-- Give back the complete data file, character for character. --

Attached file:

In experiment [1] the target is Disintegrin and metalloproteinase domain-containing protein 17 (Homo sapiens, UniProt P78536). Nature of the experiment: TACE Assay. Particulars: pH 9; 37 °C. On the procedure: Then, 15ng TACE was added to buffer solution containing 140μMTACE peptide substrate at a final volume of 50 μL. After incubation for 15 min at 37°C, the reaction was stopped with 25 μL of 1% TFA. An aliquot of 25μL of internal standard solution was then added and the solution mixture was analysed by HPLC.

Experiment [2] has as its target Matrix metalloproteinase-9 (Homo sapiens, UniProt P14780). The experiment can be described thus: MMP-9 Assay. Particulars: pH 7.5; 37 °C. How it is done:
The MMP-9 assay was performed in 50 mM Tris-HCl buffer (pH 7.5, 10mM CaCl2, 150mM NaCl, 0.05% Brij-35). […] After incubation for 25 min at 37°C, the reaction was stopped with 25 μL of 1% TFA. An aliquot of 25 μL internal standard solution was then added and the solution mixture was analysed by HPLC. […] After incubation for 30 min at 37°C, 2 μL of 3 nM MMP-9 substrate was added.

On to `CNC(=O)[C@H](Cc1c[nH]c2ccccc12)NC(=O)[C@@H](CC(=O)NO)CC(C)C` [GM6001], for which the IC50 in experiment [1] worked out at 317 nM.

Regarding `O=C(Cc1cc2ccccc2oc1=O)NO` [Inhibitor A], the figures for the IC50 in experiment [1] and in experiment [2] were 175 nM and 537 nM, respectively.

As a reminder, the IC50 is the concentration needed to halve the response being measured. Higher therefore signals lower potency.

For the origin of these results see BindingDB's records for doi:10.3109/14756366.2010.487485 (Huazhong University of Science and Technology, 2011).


In experiment [1] the target is Disintegrin and metalloproteinase domain-containing protein 17 (Homo sapiens, UniProt P78536). Nature of the experiment: TACE Assay. Particulars: pH 9; 37 °C. On the procedure: Then, 15ng TACE was added to buffer solution containing 140μMTACE peptide substrate at a final volume of 50 μL. After incubation for 15 min at 37°C, the reaction was stopped with 25 μL of 1% TFA. An aliquot of 25μL of internal standard solution was then added and the solution mixture was analysed by HPLC.

Experiment [2] has as its target Matrix metalloproteinase-9 (Homo sapiens, UniProt P14780). The experiment can be described thus: MMP-9 Assay. Particulars: pH 7.5; 37 °C. How it is done:
The MMP-9 assay was performed in 50 mM Tris-HCl buffer (pH 7.5, 10mM CaCl2, 150mM NaCl, 0.05% Brij-35). […] After incubation for 25 min at 37°C, the reaction was stopped with 25 μL of 1% TFA. An aliquot of 25 μL internal standard solution was then added and the solution mixture was analysed by HPLC. […] After incubation for 30 min at 37°C, 2 μL of 3 nM MMP-9 substrate was added.

On to `CNC(=O)[C@H](Cc1c[nH]c2ccccc12)NC(=O)[C@@H](CC(=O)NO)CC(C)C` [GM6001], for which the IC50 in experiment [1] worked out at 317 nM.

Regarding `O=C(Cc1cc2ccccc2oc1=O)NO` [Inhibitor A], the figures for the IC50 in experiment [1] and in experiment [2] were 175 nM and 537 nM, respectively.

As a reminder, the IC50 is the concentration needed to halve the response being measured. Higher therefore signals lower potency.

For the origin of these results see BindingDB's records for doi:10.3109/14756366.2010.487485 (Huazhong University of Science and Technology, 2011).